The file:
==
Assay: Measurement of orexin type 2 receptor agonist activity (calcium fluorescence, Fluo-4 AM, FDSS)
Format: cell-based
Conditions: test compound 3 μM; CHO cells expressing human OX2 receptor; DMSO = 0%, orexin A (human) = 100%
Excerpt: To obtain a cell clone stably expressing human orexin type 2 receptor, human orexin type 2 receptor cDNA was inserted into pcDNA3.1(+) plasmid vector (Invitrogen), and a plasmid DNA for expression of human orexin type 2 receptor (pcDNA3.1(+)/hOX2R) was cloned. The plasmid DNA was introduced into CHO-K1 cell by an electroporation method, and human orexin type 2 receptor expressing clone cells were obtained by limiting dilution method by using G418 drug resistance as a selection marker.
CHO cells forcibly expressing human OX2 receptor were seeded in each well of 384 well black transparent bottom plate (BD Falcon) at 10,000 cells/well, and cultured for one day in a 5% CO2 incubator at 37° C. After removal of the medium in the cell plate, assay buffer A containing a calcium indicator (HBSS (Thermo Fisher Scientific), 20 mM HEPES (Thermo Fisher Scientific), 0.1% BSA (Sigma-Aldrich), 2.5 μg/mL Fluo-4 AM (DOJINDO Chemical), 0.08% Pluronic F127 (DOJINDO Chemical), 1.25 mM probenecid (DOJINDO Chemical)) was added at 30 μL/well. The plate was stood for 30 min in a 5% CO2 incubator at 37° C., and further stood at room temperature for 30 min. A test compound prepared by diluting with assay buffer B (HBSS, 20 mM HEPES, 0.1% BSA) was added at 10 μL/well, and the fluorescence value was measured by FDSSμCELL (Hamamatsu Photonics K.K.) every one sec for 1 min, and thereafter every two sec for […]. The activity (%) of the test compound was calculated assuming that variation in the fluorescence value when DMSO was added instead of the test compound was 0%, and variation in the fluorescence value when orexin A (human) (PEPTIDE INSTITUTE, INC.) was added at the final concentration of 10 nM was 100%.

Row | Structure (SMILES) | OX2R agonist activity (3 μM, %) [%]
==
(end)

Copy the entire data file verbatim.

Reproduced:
Assay: Measurement of orexin type 2 receptor agonist activity (calcium fluorescence, Fluo-4 AM, FDSS)
Format: cell-based
Conditions: test compound 3 μM; CHO cells expressing human OX2 receptor; DMSO = 0%, orexin A (human) = 100%
Excerpt: To obtain a cell clone stably expressing human orexin type 2 receptor, human orexin type 2 receptor cDNA was inserted into pcDNA3.1(+) plasmid vector (Invitrogen), and a plasmid DNA for expression of human orexin type 2 receptor (pcDNA3.1(+)/hOX2R) was cloned. The plasmid DNA was introduced into CHO-K1 cell by an electroporation method, and human orexin type 2 receptor expressing clone cells were obtained by limiting dilution method by using G418 drug resistance as a selection marker.
CHO cells forcibly expressing human OX2 receptor were seeded in each well of 384 well black transparent bottom plate (BD Falcon) at 10,000 cells/well, and cultured for one day in a 5% CO2 incubator at 37° C. After removal of the medium in the cell plate, assay buffer A containing a calcium indicator (HBSS (Thermo Fisher Scientific), 20 mM HEPES (Thermo Fisher Scientific), 0.1% BSA (Sigma-Aldrich), 2.5 μg/mL Fluo-4 AM (DOJINDO Chemical), 0.08% Pluronic F127 (DOJINDO Chemical), 1.25 mM probenecid (DOJINDO Chemical)) was added at 30 μL/well. The plate was stood for 30 min in a 5% CO2 incubator at 37° C., and further stood at room temperature for 30 min. A test compound prepared by diluting with assay buffer B (HBSS, 20 mM HEPES, 0.1% BSA) was added at 10 μL/well, and the fluorescence value was measured by FDSSμCELL (Hamamatsu Photonics K.K.) every one sec for 1 min, and thereafter every two sec for […]. The activity (%) of the test compound was calculated assuming that variation in the fluorescence value when DMSO was added instead of the test compound was 0%, and variation in the fluorescence value when orexin A (human) (PEPTIDE INSTITUTE, INC.) was added at the final concentration of 10 nM was 100%.

Row | Structure (SMILES) | OX2R agonist activity (3 μM, %) [%]